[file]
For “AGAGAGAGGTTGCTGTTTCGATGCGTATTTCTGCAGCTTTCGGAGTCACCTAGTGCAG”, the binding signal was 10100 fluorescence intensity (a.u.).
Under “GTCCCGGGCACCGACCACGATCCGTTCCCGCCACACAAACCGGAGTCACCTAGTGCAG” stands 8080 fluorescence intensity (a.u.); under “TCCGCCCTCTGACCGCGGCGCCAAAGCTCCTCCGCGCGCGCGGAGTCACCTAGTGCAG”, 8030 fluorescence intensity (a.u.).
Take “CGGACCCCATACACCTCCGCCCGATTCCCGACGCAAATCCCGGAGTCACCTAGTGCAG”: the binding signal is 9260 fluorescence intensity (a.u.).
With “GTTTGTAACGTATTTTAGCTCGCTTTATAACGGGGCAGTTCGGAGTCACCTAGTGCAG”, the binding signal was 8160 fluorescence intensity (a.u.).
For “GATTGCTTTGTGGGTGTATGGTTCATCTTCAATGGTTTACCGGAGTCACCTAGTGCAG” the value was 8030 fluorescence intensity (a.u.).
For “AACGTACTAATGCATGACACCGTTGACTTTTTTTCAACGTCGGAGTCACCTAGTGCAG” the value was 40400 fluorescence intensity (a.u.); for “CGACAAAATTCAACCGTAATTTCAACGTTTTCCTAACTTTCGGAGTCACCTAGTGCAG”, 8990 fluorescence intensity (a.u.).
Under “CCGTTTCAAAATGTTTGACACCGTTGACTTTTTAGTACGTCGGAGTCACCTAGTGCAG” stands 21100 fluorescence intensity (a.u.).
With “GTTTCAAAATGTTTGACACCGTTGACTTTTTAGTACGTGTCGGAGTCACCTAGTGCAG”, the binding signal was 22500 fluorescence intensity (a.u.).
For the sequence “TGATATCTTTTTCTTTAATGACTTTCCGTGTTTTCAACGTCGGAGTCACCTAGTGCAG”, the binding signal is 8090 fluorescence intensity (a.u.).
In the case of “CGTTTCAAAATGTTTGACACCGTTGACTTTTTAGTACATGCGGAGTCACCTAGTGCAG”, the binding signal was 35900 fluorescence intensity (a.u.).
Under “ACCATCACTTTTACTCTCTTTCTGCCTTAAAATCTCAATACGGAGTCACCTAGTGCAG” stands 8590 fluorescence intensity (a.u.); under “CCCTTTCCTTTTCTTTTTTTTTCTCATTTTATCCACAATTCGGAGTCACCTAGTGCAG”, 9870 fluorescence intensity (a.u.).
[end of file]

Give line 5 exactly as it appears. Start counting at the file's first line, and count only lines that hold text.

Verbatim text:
For “GATTGCTTTGTGGGTGTATGGTTCATCTTCAATGGTTTACCGGAGTCACCTAGTGCAG” the value was 8030 fluorescence intensity (a.u.).